Shortly after arriving at Greystone Mansion for an Evening with the Mayor on Sept. 28, Beverly Hills Mayor Lili Bosse and a group of friends began dancing to the smooth jazz played by a saxophonist walking around the property.
She then delivered her State of the City address with the same celebratory attitude, recounting the initiatives that have defined her tenure and helped the city continue its post-pandemic recovery, focusing especially on her efforts to bolster the Beverly Hills Police Department and foster the city’s reputation as a business destination.
Bosse also highlighted some of the prominent developments coming to the city, including the Cheval Blanc project proposed by LVMH, as well as community building programs like the Mayor’s Mental Wellness Series and reforms to get more residents involved with the City Council.
“In the remaining months of my term, I will continue to put the safety and health of our community first, champion our local businesses and listen to you,” Bosse said.
She touted the city’s financial investment in the BHPD, noting that the city has ensured that its officers are the highest paid in Southern California.
Technology is another key component of Bosse’s police initiatives, with officers using drones, text alerts and the city’s extensive closed circuit TV network to tamp down on crime.
Successes have included arrests the week before of suspects in a high-profile smash-and-grab on South Beverly Drive, Bosse said.
“We have become a model for law enforcement agencies and have been approached by other cities interested in creating a similar program,” she added, referring to the city’s CCTV surveillance system.
She also encouraged residents to sign up for the BHPD’s text alerts, which alert residents to police activity “the minute it happens.” To sign up, residents can text “BHPD Alert” to 888777.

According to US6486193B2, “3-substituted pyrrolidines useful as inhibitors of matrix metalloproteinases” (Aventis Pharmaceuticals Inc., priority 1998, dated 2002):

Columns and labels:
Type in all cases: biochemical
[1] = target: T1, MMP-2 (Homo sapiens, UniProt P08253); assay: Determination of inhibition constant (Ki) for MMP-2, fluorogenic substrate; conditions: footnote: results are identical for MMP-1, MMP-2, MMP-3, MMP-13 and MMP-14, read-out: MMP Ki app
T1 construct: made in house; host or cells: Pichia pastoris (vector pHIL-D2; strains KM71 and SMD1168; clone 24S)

Just In Case Beverly Hills, a program that creates neighborhood emergency response teams that activate if a major disaster delays help from the fire and police departments, gives residents an extra layer of security, Bosse said.
Along with public safety reforms, the city’s business achievements were a focal point.
Thanks in part to new measures that relax parking restrictions and allow rooftop dining, the city has attracted new restaurants and hotels, while initiatives like Business with Bosse further highlight the city’s restaurants and hotels, Bosse said.
“There is vibrancy and electricity on our streets, and it’s thrilling to spend time together again,” she added. The mayor also stressed that the city’s four biggest tax bases have continued to bounce back from pandemic-era lows.
Property values have increased, and the city’s business and sales taxes have recovered to or exceeded pre-pandemic levels, while the retail tax has recovered to 85% of its pre-pandemic level, Bosse said.
The mayor has also tried to get residents more involved with government, hosting monthly livestreamed town halls and previewing City Council agendas before the council meets.
She highlighted improvements at the city’s schools, with Beverly Hills High School opening two buildings that house a medical center, career and college centers, and a mental wellness center.
Additionally, the Board of Education has expanded the transitional kindergarten program to strengthen early childhood learning and established a community pledge that aligns with the city’s commitment to civility, Bosse said.
With sponsors including Aston Martin and complimentary hors d’ouevres and cocktails, the event, hosted by the Beverly Hills Chamber of Commerce, was a classy affair, drawing more than 700 guests.
“I truly believe we’re very fortunate to be in the city that we are. We operate businesses in a community where the leaders are accessible, helpful and create a small town feeling in a world famous city,” BHCC CEO Todd Johnson said.
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